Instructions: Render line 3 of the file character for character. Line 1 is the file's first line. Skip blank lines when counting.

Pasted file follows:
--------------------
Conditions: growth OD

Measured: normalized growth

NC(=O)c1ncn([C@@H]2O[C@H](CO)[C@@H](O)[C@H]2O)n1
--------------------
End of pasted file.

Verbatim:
NC(=O)c1ncn([C@@H]2O[C@H](CO)[C@@H](O)[C@H]2O)n1